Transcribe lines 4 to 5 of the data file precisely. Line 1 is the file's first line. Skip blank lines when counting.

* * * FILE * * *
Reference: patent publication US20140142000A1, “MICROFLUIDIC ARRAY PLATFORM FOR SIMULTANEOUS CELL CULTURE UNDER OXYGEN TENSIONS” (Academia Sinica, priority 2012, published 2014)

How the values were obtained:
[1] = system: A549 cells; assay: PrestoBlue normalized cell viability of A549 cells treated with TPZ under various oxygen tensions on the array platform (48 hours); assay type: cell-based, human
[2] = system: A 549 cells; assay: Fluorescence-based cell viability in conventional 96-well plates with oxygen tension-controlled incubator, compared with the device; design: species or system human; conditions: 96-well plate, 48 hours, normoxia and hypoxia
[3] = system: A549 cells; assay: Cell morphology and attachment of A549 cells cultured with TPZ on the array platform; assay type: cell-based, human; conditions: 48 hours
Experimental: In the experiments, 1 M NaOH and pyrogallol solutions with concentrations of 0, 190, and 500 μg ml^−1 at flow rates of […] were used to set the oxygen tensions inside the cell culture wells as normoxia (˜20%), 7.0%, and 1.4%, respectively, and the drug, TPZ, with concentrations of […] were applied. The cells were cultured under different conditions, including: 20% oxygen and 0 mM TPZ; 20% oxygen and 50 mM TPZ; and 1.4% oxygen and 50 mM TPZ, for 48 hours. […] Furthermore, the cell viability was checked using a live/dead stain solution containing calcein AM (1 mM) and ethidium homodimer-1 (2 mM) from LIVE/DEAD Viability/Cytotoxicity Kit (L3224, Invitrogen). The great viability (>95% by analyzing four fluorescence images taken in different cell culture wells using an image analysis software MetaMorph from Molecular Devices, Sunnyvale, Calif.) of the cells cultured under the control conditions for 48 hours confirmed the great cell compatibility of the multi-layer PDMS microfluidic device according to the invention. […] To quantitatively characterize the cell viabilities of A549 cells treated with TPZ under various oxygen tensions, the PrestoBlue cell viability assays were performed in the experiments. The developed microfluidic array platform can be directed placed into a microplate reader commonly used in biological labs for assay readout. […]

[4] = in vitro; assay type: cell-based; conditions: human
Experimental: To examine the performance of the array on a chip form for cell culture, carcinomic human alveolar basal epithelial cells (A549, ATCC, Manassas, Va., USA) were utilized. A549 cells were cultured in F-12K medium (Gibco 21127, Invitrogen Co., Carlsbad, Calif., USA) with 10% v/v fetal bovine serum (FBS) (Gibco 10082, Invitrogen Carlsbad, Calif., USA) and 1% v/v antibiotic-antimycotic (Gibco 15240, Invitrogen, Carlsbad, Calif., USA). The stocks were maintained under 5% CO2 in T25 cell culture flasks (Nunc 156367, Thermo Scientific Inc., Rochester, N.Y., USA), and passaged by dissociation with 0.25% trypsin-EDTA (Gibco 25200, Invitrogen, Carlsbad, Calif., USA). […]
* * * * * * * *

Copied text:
[2] = system: A 549 cells; assay: Fluorescence-based cell viability in conventional 96-well plates with oxygen tension-controlled incubator, compared with the device; design: species or system human; conditions: 96-well plate, 48 hours, normoxia and hypoxia
[3] = system: A549 cells; assay: Cell morphology and attachment of A549 cells cultured with TPZ on the array platform; assay type: cell-based, human; conditions: 48 hours